“Put yourself in place of our retail buyers,” he said. “You just purchased 10,000 units of a particular digital camera and you are told, if any third party anywhere in the world can offer a better price, we are going to give them the buy box and you are going to get stuck with the inventory. That causes some angst.”

Over the last five years, Amazon has lowered hurdles for independent vendors to sell on its site and recruited new groups of merchants as it has expanded into other countries and product categories — automotive parts in 2006 and office supplies this year, for example.

Amazon executives say they don’t specifically pursue top eBay sellers, but some merchants suggest otherwise.

David Duong, founder of Shoe Metro, a Web retailer based in San Diego, says Amazon representatives called him shortly after introduced a shoe category in 2005 and asked him to begin selling on the site.

“I guess they found us on eBay,” he said. “We were actually going to talk to them, but they beat us to the punch.”

Lately, small merchants and their trade organizations say, the outreach has become even more direct. The Professional EBay Sellers Alliance said that Amazon recently offered to waive some fees for the 800 members of the group, an organization of eBay power sellers, to woo them to its platform.

Because Amazon also sells many of the same products as its merchants, executives at eBay predict that competitive tensions will emerge as the Amazon Marketplace grows. Maybe so. It’s happened before.

Amazon once ran the Web operations of large traditional retailers like Borders, Circuit City and Toys “R” Us. One by one, those retailers concluded that outsourcing such a crucial feature of 21st-century retailing to a competitor was a bad idea.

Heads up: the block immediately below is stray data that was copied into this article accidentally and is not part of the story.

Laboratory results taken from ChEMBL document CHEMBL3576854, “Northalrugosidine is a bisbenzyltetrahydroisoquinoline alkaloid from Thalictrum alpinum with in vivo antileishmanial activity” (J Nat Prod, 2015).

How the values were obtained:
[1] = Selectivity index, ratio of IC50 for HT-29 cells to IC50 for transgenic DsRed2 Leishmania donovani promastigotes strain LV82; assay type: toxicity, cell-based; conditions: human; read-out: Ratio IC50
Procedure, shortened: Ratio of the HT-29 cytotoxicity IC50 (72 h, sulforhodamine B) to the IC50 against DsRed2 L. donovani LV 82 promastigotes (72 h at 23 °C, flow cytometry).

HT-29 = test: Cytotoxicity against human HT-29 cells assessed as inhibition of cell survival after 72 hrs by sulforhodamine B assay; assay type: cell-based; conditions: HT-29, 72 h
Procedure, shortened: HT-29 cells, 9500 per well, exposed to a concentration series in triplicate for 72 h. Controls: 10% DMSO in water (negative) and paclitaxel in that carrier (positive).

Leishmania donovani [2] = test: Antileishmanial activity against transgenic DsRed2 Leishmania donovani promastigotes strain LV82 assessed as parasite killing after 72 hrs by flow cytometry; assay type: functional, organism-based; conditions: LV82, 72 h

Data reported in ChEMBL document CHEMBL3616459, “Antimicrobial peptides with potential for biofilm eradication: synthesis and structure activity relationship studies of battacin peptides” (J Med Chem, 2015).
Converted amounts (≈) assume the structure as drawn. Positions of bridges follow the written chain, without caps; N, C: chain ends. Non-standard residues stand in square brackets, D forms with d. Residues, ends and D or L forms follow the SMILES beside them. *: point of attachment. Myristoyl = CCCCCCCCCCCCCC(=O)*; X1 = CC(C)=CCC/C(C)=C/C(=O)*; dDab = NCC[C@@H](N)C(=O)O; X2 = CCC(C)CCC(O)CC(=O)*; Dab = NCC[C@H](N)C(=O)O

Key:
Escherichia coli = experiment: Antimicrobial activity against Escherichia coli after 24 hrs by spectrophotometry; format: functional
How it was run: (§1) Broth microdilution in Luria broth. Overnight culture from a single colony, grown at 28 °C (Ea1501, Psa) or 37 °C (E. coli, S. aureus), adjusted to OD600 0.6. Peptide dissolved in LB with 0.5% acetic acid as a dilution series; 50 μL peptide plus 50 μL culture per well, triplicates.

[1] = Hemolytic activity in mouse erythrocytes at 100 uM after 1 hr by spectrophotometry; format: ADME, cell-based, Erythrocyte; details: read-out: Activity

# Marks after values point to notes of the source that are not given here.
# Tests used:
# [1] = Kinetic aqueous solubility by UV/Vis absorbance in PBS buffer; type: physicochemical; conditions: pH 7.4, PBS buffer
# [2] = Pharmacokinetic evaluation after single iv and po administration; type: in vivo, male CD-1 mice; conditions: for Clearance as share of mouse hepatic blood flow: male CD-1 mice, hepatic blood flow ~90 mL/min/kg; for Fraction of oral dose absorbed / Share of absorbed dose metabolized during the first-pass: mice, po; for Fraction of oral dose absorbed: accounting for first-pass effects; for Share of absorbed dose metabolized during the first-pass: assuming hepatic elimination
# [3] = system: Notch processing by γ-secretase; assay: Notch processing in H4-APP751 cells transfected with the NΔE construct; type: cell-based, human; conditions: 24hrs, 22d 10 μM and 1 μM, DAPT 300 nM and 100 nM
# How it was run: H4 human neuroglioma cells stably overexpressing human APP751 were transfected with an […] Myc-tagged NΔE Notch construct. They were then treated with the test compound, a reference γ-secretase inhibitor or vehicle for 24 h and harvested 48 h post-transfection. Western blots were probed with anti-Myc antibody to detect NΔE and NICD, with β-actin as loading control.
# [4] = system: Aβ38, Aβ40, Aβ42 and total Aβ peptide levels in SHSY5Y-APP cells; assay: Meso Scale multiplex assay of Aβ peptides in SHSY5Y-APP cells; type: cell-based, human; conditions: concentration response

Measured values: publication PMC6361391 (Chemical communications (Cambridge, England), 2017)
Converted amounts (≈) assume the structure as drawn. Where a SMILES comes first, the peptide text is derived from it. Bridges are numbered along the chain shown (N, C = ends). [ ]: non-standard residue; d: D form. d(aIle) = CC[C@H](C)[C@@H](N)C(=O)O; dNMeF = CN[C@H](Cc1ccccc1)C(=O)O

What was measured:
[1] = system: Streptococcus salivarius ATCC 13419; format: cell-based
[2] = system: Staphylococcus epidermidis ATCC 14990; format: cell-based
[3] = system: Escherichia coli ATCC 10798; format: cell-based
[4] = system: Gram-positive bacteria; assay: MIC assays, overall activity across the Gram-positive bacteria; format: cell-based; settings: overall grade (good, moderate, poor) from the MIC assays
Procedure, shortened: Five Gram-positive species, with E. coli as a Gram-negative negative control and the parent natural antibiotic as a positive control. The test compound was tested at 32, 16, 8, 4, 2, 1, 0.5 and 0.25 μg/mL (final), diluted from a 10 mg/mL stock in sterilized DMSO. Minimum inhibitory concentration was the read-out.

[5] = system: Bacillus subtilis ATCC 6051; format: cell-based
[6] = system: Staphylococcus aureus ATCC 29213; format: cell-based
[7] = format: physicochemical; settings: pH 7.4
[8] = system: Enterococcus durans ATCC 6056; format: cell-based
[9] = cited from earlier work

But some of its newer deals with sellers indicate that Amazon is finding ways around those tensions, at least with small merchants.

Andrew and Deb Mowery of Fort Collins, Colo., who started selling home, garden and pet supplies on eBay in 1999, now make 60 percent of their sales on Amazon and about 20 percent on eBay. In addition to listing items for sale on the Amazon Marketplace, they are also a wholesale supplier to Amazon, providing it with products like heated pet beds.

Mr. Mowery is essentially competing with himself, but the arrangement works. “If they run out, I’ve got their back,” he said. “If I run out, they’ve got my back.”

Amazon wants to forge these kinds of close ties with other small sellers. A program called Fulfillment by Amazon, introduced in 2006, allows retailers to store their inventory in Amazon’s warehouses. When someone buys an item from that seller, Amazon ships it out of its warehouse in an Amazon box.

Integrating small merchants into its operations also allows Amazon to learn more about whom it can trust to sell on its site. Compared with eBay, the company says it exerts a far greater measure of control over its marketplace, calling certain vendors “featured sellers” and vetting others in product categories that are sensitive to fraud.

“At the end of the day, we believe it’s good for all of our sellers to make sure we are protecting the consumer experience first,” Mr. Bezos said. “Our first and foremost goal is to earn trust with consumers. If there are no consumers buying, nothing else matters.”

DESPITE Amazon’s success in courting independent sellers, its selection is still just a fraction of what eBay offers, and in some cases its prices are higher.

For example, there are hundreds of new, used and refurbished Trek racing bikes on eBay; as of last week, Amazon had three for sale. Acquisitive parents can buy a $90 Deux Par Deux baby sweater dress on eBay for under $30. But only a few of this French designer’s items are listed on Amazon, and for close to full price.